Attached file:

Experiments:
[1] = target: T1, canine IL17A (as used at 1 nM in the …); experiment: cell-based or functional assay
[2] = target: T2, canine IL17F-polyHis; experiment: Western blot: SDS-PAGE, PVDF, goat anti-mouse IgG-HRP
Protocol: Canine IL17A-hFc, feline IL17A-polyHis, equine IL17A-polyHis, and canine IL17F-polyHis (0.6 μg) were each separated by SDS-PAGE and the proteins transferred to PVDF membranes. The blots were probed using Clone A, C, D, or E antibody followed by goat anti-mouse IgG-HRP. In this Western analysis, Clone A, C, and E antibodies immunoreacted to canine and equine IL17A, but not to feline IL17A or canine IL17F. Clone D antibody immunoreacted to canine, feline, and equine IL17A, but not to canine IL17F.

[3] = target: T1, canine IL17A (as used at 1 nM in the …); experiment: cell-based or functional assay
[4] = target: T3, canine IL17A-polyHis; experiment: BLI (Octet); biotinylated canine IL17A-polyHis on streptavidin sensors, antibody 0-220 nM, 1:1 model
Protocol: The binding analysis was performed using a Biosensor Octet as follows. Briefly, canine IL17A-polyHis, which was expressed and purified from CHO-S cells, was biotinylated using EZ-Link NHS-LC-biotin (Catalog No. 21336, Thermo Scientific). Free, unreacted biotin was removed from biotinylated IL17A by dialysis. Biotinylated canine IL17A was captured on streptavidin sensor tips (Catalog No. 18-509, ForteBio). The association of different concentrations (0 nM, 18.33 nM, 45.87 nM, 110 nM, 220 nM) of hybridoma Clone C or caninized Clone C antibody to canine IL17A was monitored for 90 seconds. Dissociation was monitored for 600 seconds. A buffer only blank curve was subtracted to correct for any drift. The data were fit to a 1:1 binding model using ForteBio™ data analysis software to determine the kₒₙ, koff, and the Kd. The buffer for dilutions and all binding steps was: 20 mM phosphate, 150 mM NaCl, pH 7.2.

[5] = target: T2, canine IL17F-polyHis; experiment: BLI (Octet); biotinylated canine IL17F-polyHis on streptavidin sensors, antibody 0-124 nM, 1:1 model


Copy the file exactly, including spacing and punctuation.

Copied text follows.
Experiments:
[1] = target: T1, canine IL17A (as used at 1 nM in the …); experiment: cell-based or functional assay
[2] = target: T2, canine IL17F-polyHis; experiment: Western blot: SDS-PAGE, PVDF, goat anti-mouse IgG-HRP
Protocol: Canine IL17A-hFc, feline IL17A-polyHis, equine IL17A-polyHis, and canine IL17F-polyHis (0.6 μg) were each separated by SDS-PAGE and the proteins transferred to PVDF membranes. The blots were probed using Clone A, C, D, or E antibody followed by goat anti-mouse IgG-HRP. In this Western analysis, Clone A, C, and E antibodies immunoreacted to canine and equine IL17A, but not to feline IL17A or canine IL17F. Clone D antibody immunoreacted to canine, feline, and equine IL17A, but not to canine IL17F.

[3] = target: T1, canine IL17A (as used at 1 nM in the …); experiment: cell-based or functional assay
[4] = target: T3, canine IL17A-polyHis; experiment: BLI (Octet); biotinylated canine IL17A-polyHis on streptavidin sensors, antibody 0-220 nM, 1:1 model
Protocol: The binding analysis was performed using a Biosensor Octet as follows. Briefly, canine IL17A-polyHis, which was expressed and purified from CHO-S cells, was biotinylated using EZ-Link NHS-LC-biotin (Catalog No. 21336, Thermo Scientific). Free, unreacted biotin was removed from biotinylated IL17A by dialysis. Biotinylated canine IL17A was captured on streptavidin sensor tips (Catalog No. 18-509, ForteBio). The association of different concentrations (0 nM, 18.33 nM, 45.87 nM, 110 nM, 220 nM) of hybridoma Clone C or caninized Clone C antibody to canine IL17A was monitored for 90 seconds. Dissociation was monitored for 600 seconds. A buffer only blank curve was subtracted to correct for any drift. The data were fit to a 1:1 binding model using ForteBio™ data analysis software to determine the kₒₙ, koff, and the Kd. The buffer for dilutions and all binding steps was: 20 mM phosphate, 150 mM NaCl, pH 7.2.

[5] = target: T2, canine IL17F-polyHis; experiment: BLI (Octet); biotinylated canine IL17F-polyHis on streptavidin sensors, antibody 0-124 nM, 1:1 model